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Can Militants Use Violence to Win Public Support? Evidence from the Second Intifada

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  • David A. Jaeger
  • Esteban F. Klor
  • Sami H. Miaari
  • M. Daniele Paserman

Abstract

This paper investigates whether attacks against Israeli targets help Palestinian factions gain public support. We link individual level survey data to the full list of Israeli fatalities during the period of the Second Intifada (2000-2006), and estimate a flexible discrete choice model for faction supported. We find some support for the “outbidding” hypothesis, the notion that Palestinian factions use violence to gain prestige and influence public opinion within the community. In particular, the two leading Palestinian factions, Hamas and Fatah, gain in popularity following successful attacks against Israeli targets. Our results suggest, however, that most movement occurs within either the secular groups or the Islamist groups, and not between them. That is, Fatah’s gains come at the expense of smaller secular factions while Hamas’ gains come at the expense of smaller Islamic factions and the disaffected. In contrast, attacks by the Palestinian Islamic Jihad lower support for that faction.

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Bibliographic Info

Paper provided by National Bureau of Economic Research, Inc in its series NBER Working Papers with number 16475.

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Date of creation: Oct 2010
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Publication status: published as Jaeger, David A., Esteban Klor, Sami Miaari, and M. Daniele Paserman (forthcoming) “Can Militants Use Violence to Win Public Support? Evidence from the Second Intifada,” (with Esteban Klor, Sami Miaari, and M. Daniele Paserman), Journal of Conflict Resolution.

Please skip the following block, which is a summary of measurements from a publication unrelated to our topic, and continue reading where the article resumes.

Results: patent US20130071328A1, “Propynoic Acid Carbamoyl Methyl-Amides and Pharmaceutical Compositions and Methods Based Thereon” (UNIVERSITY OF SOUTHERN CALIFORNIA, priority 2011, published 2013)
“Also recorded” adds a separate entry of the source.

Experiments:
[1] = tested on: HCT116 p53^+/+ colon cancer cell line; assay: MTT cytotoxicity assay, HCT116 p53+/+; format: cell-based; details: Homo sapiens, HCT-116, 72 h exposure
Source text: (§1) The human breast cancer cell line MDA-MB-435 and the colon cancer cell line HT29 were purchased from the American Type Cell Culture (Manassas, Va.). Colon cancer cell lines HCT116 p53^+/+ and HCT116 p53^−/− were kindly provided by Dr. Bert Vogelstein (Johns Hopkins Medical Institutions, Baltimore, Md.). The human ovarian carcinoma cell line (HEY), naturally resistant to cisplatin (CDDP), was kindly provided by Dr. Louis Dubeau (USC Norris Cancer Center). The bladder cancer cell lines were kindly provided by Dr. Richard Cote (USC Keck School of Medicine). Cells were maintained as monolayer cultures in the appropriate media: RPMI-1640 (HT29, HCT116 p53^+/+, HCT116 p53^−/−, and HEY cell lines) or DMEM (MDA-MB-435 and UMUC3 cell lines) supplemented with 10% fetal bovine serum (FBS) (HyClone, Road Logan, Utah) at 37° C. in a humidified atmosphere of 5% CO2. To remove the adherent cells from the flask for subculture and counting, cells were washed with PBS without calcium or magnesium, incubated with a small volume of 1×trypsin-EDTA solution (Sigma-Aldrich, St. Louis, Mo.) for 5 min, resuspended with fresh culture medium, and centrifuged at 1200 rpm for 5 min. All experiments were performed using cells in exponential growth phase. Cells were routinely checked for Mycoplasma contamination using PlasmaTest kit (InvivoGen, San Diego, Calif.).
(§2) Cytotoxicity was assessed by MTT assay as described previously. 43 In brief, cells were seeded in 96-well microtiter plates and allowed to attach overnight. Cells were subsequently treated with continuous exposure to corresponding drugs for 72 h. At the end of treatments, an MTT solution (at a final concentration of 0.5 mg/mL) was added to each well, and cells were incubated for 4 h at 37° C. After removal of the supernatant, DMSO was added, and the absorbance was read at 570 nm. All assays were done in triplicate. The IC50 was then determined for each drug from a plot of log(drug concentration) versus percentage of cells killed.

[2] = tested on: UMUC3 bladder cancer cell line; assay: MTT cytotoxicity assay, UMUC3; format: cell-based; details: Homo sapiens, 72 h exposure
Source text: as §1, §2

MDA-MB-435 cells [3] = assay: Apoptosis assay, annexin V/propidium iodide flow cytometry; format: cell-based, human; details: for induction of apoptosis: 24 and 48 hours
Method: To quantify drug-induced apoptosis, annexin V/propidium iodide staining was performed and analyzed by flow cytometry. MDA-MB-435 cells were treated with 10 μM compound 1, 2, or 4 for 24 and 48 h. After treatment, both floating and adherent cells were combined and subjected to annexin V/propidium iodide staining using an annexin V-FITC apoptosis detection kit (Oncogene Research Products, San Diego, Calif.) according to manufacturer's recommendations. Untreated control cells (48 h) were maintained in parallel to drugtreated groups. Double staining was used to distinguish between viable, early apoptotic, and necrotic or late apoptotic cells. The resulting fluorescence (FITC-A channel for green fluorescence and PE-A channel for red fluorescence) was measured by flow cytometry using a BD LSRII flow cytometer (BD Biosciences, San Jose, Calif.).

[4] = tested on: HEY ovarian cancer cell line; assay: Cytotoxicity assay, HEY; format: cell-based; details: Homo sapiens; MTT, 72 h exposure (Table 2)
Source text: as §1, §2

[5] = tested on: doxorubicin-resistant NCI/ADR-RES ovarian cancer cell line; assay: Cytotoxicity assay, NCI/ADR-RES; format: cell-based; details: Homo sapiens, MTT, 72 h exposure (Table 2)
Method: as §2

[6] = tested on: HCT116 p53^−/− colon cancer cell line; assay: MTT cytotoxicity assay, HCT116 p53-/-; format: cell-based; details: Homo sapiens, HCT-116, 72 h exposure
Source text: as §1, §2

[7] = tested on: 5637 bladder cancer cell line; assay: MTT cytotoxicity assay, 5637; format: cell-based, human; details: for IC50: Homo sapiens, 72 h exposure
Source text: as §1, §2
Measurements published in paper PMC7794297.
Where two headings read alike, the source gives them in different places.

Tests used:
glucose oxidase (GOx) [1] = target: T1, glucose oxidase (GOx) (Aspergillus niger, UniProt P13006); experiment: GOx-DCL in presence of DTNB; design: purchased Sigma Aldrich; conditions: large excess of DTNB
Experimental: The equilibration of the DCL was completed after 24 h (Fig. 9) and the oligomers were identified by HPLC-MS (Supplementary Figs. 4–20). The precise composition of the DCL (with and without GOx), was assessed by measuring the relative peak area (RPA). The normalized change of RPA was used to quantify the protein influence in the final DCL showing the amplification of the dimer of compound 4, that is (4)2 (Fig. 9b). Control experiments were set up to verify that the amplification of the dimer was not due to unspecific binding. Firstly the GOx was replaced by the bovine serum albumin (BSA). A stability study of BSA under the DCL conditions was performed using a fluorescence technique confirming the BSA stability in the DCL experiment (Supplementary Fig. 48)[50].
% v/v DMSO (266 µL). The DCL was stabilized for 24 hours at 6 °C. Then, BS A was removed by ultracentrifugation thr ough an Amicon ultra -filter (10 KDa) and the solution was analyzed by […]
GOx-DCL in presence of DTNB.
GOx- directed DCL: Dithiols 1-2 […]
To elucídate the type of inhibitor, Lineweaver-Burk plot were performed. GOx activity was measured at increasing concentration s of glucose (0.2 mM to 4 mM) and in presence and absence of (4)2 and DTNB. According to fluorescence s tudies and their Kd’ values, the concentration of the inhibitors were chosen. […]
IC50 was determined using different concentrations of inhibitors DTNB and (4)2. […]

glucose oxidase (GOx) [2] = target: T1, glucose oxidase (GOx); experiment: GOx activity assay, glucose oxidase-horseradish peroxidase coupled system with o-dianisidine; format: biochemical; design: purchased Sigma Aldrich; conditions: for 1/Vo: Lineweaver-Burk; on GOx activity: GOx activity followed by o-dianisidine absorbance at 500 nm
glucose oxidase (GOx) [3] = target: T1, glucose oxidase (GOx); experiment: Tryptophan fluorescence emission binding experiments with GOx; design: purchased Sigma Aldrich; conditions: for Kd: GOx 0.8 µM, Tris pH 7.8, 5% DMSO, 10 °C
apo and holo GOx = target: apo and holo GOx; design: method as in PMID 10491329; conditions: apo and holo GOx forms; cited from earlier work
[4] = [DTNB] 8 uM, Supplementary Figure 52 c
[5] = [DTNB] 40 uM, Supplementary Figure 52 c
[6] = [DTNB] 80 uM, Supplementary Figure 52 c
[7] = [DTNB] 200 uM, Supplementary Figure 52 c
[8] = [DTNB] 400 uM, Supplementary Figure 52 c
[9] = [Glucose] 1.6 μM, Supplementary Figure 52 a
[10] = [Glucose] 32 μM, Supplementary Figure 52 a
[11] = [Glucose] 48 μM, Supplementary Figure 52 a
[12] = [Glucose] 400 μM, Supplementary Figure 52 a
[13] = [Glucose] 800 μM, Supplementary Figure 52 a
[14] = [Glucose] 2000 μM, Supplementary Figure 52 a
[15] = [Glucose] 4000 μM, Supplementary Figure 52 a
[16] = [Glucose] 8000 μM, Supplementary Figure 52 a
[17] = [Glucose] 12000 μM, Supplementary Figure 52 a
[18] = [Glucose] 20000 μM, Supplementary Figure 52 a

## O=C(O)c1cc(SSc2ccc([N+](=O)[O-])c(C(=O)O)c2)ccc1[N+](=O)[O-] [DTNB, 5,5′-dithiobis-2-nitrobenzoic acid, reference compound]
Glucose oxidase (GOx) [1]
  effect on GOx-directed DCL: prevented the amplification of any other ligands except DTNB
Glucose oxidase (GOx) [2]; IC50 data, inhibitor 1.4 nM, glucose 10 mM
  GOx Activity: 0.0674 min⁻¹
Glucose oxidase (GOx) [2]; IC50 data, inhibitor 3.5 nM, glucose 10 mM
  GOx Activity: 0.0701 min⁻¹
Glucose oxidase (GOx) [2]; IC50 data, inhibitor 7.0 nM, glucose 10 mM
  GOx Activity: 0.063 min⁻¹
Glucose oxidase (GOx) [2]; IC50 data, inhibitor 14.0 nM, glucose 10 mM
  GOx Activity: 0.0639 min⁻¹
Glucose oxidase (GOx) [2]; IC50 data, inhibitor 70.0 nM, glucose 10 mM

Handle: RePEc:nbr:nberwo:16475

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  1. Jaeger, David A. & Paserman, Daniele, 2007. "The Shape of Things to Come? Assessing the Effectiveness of Suicide Attacks and Targeted Killings," IZA Discussion Papers 2890, Institute for the Study of Labor (IZA).
  2. David A. Jaeger & M. Daniele Paserman, 2005. "The Cycle of Violence? An Empirical Analysis of Fatalities in the Palestinian-Israeli Conflict," Working Papers 22, Department of Economics, College of William and Mary.
  3. M. Daniele Paserman & Esteban F. Klor & Sami H. Miaari & David A. Jaeger, 2011. "The struggle for Palestinian hearts and minds: Violence and public opinion in the Second Intifada," Boston University - Department of Economics - Working Papers Series WP2011-047, Boston University - Department of Economics.
  4. Jaeger, David A. & Paserman, Daniele, 2006. "Israel, the Palestinian Factions, and the Cycle of Violence," IZA Discussion Papers 1923, Institute for the Study of Labor (IZA).
  5. Gould, Eric D. & Klor, Esteban F., 2009. "Does Terrorism Work?," CEPR Discussion Papers 7589, C.E.P.R. Discussion Papers.
  6. Claude Berrebi & Esteban F. Klor, 2008. "Are Voters Sensitive to Terrorism?: Direct Evidence from the Israeli Electorate," Working Papers 477-1, RAND Corporation Publications Department.
  7. Blomberg, S. Brock & Hess, Gregory D. & Weerapana, Akila, 2004. "Economic conditions and terrorism," European Journal of Political Economy, Elsevier, vol. 20(2), pages 463-478, June.
  8. Jaeger, David A. & Paserman, M. Daniele, 2009. "The Shape of Things to Come? On the Dynamics of Suicide Attacks and Targeted Killings," International Quarterly Journal of Political Science, now publishers, vol. 4(4), pages 315-342, December.
  9. Eli Berman & David D. Laitin, 2008. "Religion, Terrorism and Public Goods: Testing the Club Model," NBER Working Papers 13725, National Bureau of Economic Research, Inc.
  10. Efraim Benmelech & Claude Berrebi & Esteban F. Klor, 2009. "The Economic Cost of Harboring Terrorism," NBER Working Papers 15465, National Bureau of Economic Research, Inc.
  11. Kydd, Andrew & Walter, Barbara F., 2002. "Sabotaging the Peace: The Politics of Extremist Violence," International Organization, Cambridge University Press, vol. 56(02), pages 263-296, March.
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Cited by:
  1. David A. Jaeger & Esteban F. Klor & Sami H. Miaari & M. Daniele Paserman, 2008. "The Struggle for Palestinian Hearts and Minds: Violence and Public Opinion in the Second Intifada," Working Papers 72, Department of Economics, College of William and Mary.

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